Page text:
“If the county doesn’t have a good ordinance, they basically buy and pitch a tent somewhere and charge 200 bucks a night,” said Garfield County Commissioner Leland Pollock. “Some of the original plans we received from these fly-by-nights basically amounted to a tent in the middle of nowhere with a Porta-Potty and no running water.”

Aside from the fire and other threats the substandard resorts posed to public safety, Pollock added, they also created an unlevel playing field for hotels, which had to pay extra to comply with safety and other regulations that didn’t apply or were ignored by some glamping resorts.

To rein in such abuses, Pollock said, Garfield was the first county in Utah to pass a glamping ordinance. Adopted in 2019, the ordinance requires glamping resorts to have a permanent potable water source and an approved wastewater system.

For her part, lifelong Moab resident Dailey Haren scoffs at the notion that glamping resorts are better for the environment than traditional hotels.

“Glamping exploits wild landscapes, introduces commercial sprawl into open spaces, and does not truly connect people to nature,” said Haren, who led an unsuccessful petition drive to thwart a ULUM luxury resort Under Canvas is building at Looking Glass Rock, a popular rock climbing and recreation area 25 miles south of Moab.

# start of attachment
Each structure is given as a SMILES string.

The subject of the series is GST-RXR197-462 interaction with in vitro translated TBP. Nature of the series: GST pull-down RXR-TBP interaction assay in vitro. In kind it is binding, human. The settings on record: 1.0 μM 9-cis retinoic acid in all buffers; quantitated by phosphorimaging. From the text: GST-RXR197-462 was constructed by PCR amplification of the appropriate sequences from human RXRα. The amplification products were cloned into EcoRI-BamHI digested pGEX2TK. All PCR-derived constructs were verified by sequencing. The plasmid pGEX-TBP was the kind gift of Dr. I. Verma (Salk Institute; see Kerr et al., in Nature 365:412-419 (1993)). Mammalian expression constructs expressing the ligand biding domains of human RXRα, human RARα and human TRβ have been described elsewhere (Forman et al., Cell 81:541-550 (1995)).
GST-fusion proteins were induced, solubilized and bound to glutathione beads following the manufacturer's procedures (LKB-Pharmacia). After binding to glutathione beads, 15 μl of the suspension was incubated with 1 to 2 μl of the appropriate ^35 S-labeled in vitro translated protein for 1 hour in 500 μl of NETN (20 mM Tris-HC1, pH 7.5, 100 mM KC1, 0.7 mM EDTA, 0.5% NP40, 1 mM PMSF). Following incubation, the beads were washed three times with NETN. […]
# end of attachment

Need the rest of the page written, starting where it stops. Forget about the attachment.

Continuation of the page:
Under Canvas secured a 30-year lease from SITLA for the resort, which is slated to open March 30. Haren calls it a horrifying development, “akin to putting a sprawling Hilton resort at the base of Delicate Arch.” She also decries the relationship between Under Canvas and SITLA, which she said is too cozy and illustrates the serious need to reform the state agency.

SITLA spokesperson Marla Kennedy argues otherwise.

“It’s a shame folks don’t understand the process better,” she said. “SITLA advertises several parcels available for lease each year. Any member of the public or any business may apply for a lease. In this case, Under Canvas submitted a proposal for the parcel near Moab and met all the criteria required to operate on Trust Lands. We feel good about the revenue this lease will bring to the Permanent Trust, especially at a time when public funding for schools is front and center.”